‘Seafood Fraud’ Fueled by Weak Regulation, Industry Deceit, Probe Finds

Seafood fraud — the mislabeling of fish sold in supermarkets and restaurants — has been identified by various researchers as a rampant problem.

But a story by The Boston Globe, part of a special report not-too-surprisingly called “Fishy Business,” dives into many of the reasons.

It reports that lax government oversight, industry indifference and outright deceit, a long supply chain and consumer ignorance allow lower-quality, less expensive fish to be mislabeled and sold as pricier species.

DNA testing performed for the Globe, which conducted a five-month investigation, revealed that nearly half of 183 fish samples collected at restaurants and supermarkets in the Boston area were not the species ordered. For example, tilapia stood in for red snapper, and farmed hybrid bass was identified as wild striped bass.

Some suppliers implicitly or overtly encourage seafood misrepresentation, according to restaurateurs and their employees. One of the tactics involves using different names in invoices for one species of fish. The story cited suppliers that sometimes described escolar, which can cause digestion problems, as white tuna or albacore – more palatable and pricier fish.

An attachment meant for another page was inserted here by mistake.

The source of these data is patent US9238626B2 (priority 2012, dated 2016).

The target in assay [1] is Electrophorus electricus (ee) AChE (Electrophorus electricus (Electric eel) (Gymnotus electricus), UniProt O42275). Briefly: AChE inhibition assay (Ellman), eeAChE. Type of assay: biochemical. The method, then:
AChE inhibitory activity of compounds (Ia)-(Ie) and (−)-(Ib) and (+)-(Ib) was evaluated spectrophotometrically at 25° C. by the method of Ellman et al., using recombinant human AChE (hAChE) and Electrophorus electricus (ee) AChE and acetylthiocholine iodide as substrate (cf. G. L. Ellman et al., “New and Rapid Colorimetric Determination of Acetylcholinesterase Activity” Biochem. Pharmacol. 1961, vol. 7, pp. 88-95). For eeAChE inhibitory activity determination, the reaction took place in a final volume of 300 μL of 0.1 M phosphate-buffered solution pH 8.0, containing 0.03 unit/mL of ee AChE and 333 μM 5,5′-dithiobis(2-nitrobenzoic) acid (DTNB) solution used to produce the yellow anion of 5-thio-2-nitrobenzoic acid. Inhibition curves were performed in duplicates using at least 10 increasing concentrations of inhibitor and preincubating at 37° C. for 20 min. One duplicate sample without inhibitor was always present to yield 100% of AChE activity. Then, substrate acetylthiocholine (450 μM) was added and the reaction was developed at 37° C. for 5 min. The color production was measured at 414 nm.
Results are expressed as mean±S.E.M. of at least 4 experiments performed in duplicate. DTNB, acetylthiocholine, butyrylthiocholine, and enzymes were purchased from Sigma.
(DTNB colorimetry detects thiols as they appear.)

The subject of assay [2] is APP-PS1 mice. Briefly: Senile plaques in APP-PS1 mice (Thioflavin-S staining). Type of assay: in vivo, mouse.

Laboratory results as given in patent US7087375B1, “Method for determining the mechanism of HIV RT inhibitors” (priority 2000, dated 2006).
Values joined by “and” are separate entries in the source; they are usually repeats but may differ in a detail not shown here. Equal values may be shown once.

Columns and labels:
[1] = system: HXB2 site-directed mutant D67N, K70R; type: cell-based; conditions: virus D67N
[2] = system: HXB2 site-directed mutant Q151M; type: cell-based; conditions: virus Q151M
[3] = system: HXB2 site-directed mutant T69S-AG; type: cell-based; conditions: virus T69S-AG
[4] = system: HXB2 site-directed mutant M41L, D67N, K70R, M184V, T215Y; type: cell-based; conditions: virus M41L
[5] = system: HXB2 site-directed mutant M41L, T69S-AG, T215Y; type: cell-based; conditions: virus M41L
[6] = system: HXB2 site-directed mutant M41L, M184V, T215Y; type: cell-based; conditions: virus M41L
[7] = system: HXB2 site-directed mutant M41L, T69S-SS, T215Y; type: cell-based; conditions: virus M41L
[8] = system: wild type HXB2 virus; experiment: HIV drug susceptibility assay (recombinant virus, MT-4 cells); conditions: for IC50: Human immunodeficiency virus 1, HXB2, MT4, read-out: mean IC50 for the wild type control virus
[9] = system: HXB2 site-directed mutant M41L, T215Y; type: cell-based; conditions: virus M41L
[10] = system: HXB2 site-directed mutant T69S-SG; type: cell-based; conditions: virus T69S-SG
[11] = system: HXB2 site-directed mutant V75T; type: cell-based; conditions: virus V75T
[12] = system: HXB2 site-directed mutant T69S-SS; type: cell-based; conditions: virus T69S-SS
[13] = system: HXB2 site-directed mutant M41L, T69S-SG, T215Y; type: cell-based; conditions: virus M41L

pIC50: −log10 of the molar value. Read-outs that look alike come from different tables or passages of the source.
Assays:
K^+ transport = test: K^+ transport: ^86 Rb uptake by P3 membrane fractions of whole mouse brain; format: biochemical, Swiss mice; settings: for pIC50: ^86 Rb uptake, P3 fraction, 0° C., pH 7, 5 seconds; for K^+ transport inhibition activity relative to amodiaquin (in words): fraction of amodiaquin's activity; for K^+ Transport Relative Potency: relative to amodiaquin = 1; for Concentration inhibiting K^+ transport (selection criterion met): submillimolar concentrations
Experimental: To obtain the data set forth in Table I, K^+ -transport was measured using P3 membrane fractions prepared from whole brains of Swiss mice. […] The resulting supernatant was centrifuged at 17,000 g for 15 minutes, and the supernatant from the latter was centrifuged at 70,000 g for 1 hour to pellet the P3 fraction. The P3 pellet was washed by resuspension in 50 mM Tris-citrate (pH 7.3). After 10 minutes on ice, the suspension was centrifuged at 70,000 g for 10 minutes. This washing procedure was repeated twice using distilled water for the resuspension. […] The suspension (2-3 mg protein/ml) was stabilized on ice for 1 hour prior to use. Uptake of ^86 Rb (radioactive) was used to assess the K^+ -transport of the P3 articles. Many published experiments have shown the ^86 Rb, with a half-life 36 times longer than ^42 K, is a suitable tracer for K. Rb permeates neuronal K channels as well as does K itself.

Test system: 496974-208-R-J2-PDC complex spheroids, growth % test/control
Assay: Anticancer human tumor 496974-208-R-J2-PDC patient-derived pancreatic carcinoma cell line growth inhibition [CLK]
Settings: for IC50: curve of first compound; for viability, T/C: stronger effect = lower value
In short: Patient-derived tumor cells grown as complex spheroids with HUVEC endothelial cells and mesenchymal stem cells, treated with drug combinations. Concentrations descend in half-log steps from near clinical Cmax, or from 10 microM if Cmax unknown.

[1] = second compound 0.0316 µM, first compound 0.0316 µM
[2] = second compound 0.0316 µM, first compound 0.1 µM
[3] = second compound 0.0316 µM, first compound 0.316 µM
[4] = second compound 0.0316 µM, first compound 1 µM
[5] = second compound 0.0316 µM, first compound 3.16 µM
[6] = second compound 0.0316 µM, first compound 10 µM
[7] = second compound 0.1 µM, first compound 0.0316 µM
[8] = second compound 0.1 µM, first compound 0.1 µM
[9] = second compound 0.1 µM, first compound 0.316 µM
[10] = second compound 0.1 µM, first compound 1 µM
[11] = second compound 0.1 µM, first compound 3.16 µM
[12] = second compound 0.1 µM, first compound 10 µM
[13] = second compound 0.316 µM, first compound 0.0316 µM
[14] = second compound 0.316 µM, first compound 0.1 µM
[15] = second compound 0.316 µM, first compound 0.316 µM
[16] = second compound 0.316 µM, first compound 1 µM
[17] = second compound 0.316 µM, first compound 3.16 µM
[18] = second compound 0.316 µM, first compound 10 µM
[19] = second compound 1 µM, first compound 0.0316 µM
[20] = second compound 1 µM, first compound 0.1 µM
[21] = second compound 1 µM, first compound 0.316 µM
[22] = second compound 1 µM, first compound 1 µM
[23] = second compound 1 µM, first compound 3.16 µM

Regulatory loopholes, meanwhile, let the mislabeling persist. The U.S. Food and Drug Administration has primary responsibility for ensuring that fish is safe, sanitary and properly labeled. Although growing concern over mislabeling has prompted FDA officials to develop a pilot program that will use new DNA technology to identify fish, the agency has not made seafood labeling a priority.

Two other agencies share responsibility for detecting and preventing seafood fraud – U.S. Customs and Border Protection and the National Marine Fisheries Service – but there is little collaboration between them and the FDA, the Government Accountability Office has found.

In contrast, federal responsibility for the monitoring of the meat and poultry industries is solely the responsibility of the U.S. Department of Agriculture. The agency has more inspectors than the FDA, 8,000 versus 1,100, and fewer processing plants to check, 6,200 versus 167,000.

The FDA also falls short in checking the safety of imports, which often come from China and Thailand and account for more than 80 percent of all seafood eaten in the U.S. As FairWarning reported in July, tons of that fish is laced with chemicals banned from the U.S. food supply, including carcinogens. But state officials say the tainted imported fish nevertheless is winding up on American dinner plates.

STUART SILVERSTEIN

Related Posts:
Weak State Surveillance Lets Food Contamination Outbreaks Spread
Regulators Fail to Keep Tabs on Recalls of Imported Foods, Audit Finds
Holy Mackerel! Researchers Say Vendors Lie About the Fish We Eat

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